2. Should this Court reconsider and modify, or even overrule, the “full and fair consideration” standard of review governing collateral attacks on court-martial convictions established in Burns v. Wilson, 346 U.S. 137 (1953)?
This issue could have enormous impact on Article III courts' collateral review of court-martial convictions. It could be especially significant in capital cases.
The National Institute of Military Justice (NIMJ) has weighed in with an amicus brief in support of certiorari, available here:
http://www.nimj.org/documents/FinalAmicusBriefreCert.pdf [Hey, No Man -- how do I make that a hypertext link?]
"[R]esearch on the impact of amicus briefs in the Supreme Court has indicated that the presence of amicus briefs increases the likelihood of a grant of certiorari . . . ." Paul M. Collins Jr., Friends of the Court: Examining the Influence of Amicus Curiae Participation in U.S. Supreme Court Litigation, 38 Law & Soc'y Rev. 807, 807 (2004).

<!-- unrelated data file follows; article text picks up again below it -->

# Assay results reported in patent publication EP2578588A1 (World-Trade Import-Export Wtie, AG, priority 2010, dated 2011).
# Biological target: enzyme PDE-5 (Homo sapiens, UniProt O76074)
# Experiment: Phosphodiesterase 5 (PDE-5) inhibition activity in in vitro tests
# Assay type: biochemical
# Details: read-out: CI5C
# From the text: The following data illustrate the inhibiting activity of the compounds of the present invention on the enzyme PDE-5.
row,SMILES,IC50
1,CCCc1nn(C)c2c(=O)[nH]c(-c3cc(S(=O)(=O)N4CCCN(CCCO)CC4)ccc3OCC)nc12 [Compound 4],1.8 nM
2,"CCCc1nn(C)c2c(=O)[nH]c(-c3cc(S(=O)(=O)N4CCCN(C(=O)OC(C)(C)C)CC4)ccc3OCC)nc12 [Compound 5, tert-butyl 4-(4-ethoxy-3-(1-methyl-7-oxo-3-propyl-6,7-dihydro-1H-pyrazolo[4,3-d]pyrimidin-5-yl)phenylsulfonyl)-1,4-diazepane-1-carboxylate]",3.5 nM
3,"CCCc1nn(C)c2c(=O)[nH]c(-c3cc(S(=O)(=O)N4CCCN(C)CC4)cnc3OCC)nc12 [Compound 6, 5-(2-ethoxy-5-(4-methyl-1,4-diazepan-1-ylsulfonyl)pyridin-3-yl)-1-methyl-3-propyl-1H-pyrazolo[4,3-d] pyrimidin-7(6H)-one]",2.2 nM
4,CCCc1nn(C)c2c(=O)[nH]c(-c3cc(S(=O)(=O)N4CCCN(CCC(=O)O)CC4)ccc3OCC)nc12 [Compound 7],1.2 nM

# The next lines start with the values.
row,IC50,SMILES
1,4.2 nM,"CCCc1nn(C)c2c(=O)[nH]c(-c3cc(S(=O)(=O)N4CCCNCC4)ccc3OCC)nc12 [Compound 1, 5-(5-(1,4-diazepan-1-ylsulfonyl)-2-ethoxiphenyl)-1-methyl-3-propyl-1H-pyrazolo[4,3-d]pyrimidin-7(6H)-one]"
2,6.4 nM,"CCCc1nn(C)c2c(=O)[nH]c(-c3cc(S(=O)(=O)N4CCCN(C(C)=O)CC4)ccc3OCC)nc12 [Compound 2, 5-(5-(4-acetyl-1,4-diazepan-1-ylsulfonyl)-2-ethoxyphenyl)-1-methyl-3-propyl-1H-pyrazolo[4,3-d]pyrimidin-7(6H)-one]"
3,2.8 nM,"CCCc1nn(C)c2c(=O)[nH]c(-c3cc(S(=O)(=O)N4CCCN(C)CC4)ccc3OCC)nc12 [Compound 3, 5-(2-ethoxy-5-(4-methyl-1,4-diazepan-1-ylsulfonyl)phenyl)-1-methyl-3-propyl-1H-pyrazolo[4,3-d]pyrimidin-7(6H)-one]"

This cert petition is one to watch. We will have to see if it shows up on SCOTUSblog's list of cert petitions with a reasonable chance of being granted.
CAAF's opinion in the case is United States v. New, 55 M.J. 95 (C.A.A.F.), cert. denied, 534 U.S. 955 (2001). The D.C. Circuit's opinion that New asks the Supreme Court to review is United States ex rel. New v. Rumsfeld, 448 F.3d 403 (D.C. Cir. 2006).